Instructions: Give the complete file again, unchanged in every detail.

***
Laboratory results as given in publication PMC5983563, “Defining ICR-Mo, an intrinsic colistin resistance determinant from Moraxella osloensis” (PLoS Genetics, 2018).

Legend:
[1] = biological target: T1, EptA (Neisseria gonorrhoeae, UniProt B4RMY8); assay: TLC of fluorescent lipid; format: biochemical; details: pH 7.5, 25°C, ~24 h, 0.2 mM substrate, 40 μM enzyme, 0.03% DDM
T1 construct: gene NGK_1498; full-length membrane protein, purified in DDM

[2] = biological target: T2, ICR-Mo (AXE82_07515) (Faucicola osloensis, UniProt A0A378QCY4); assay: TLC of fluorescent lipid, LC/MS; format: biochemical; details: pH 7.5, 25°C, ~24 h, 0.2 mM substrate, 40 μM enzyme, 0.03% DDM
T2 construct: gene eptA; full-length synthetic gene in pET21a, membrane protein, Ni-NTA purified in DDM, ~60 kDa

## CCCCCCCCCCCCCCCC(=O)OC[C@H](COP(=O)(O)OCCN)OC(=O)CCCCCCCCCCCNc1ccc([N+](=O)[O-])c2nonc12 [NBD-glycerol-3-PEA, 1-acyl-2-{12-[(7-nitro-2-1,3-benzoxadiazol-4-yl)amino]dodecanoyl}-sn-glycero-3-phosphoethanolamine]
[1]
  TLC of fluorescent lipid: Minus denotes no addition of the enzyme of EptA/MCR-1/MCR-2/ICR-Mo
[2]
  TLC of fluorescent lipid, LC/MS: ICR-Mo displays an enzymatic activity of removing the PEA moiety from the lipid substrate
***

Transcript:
Laboratory results as given in publication PMC5983563, “Defining ICR-Mo, an intrinsic colistin resistance determinant from Moraxella osloensis” (PLoS Genetics, 2018).

Legend:
[1] = biological target: T1, EptA (Neisseria gonorrhoeae, UniProt B4RMY8); assay: TLC of fluorescent lipid; format: biochemical; details: pH 7.5, 25°C, ~24 h, 0.2 mM substrate, 40 μM enzyme, 0.03% DDM
T1 construct: gene NGK_1498; full-length membrane protein, purified in DDM

[2] = biological target: T2, ICR-Mo (AXE82_07515) (Faucicola osloensis, UniProt A0A378QCY4); assay: TLC of fluorescent lipid, LC/MS; format: biochemical; details: pH 7.5, 25°C, ~24 h, 0.2 mM substrate, 40 μM enzyme, 0.03% DDM
T2 construct: gene eptA; full-length synthetic gene in pET21a, membrane protein, Ni-NTA purified in DDM, ~60 kDa

## CCCCCCCCCCCCCCCC(=O)OC[C@H](COP(=O)(O)OCCN)OC(=O)CCCCCCCCCCCNc1ccc([N+](=O)[O-])c2nonc12 [NBD-glycerol-3-PEA, 1-acyl-2-{12-[(7-nitro-2-1,3-benzoxadiazol-4-yl)amino]dodecanoyl}-sn-glycero-3-phosphoethanolamine]
[1]
  TLC of fluorescent lipid: Minus denotes no addition of the enzyme of EptA/MCR-1/MCR-2/ICR-Mo
[2]
  TLC of fluorescent lipid, LC/MS: ICR-Mo displays an enzymatic activity of removing the PEA moiety from the lipid substrate